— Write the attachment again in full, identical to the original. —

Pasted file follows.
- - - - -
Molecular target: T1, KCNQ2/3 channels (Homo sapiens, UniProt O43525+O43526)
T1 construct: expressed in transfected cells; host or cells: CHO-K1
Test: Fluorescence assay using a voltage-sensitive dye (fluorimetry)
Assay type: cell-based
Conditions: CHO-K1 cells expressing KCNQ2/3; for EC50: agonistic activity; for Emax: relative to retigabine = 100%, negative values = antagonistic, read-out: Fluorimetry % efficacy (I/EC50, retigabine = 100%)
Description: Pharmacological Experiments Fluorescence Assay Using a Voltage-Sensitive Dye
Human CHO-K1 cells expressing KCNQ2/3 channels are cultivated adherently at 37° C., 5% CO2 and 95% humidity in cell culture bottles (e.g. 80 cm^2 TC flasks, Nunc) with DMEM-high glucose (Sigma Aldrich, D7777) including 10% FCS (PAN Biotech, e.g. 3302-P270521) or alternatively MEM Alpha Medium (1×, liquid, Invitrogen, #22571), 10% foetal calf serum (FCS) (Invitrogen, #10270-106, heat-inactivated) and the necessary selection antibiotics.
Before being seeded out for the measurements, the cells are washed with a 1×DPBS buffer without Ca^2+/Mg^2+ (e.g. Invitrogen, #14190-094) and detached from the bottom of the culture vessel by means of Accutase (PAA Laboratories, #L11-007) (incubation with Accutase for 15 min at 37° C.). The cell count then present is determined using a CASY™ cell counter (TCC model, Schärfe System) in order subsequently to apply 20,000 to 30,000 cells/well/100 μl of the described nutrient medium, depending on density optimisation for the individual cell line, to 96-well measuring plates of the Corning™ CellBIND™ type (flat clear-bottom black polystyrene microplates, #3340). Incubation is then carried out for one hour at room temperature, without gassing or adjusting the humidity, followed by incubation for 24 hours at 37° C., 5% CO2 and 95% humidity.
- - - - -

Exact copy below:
Molecular target: T1, KCNQ2/3 channels (Homo sapiens, UniProt O43525+O43526)
T1 construct: expressed in transfected cells; host or cells: CHO-K1
Test: Fluorescence assay using a voltage-sensitive dye (fluorimetry)
Assay type: cell-based
Conditions: CHO-K1 cells expressing KCNQ2/3; for EC50: agonistic activity; for Emax: relative to retigabine = 100%, negative values = antagonistic, read-out: Fluorimetry % efficacy (I/EC50, retigabine = 100%)
Description: Pharmacological Experiments Fluorescence Assay Using a Voltage-Sensitive Dye
Human CHO-K1 cells expressing KCNQ2/3 channels are cultivated adherently at 37° C., 5% CO2 and 95% humidity in cell culture bottles (e.g. 80 cm^2 TC flasks, Nunc) with DMEM-high glucose (Sigma Aldrich, D7777) including 10% FCS (PAN Biotech, e.g. 3302-P270521) or alternatively MEM Alpha Medium (1×, liquid, Invitrogen, #22571), 10% foetal calf serum (FCS) (Invitrogen, #10270-106, heat-inactivated) and the necessary selection antibiotics.
Before being seeded out for the measurements, the cells are washed with a 1×DPBS buffer without Ca^2+/Mg^2+ (e.g. Invitrogen, #14190-094) and detached from the bottom of the culture vessel by means of Accutase (PAA Laboratories, #L11-007) (incubation with Accutase for 15 min at 37° C.). The cell count then present is determined using a CASY™ cell counter (TCC model, Schärfe System) in order subsequently to apply 20,000 to 30,000 cells/well/100 μl of the described nutrient medium, depending on density optimisation for the individual cell line, to 96-well measuring plates of the Corning™ CellBIND™ type (flat clear-bottom black polystyrene microplates, #3340). Incubation is then carried out for one hour at room temperature, without gassing or adjusting the humidity, followed by incubation for 24 hours at 37° C., 5% CO2 and 95% humidity.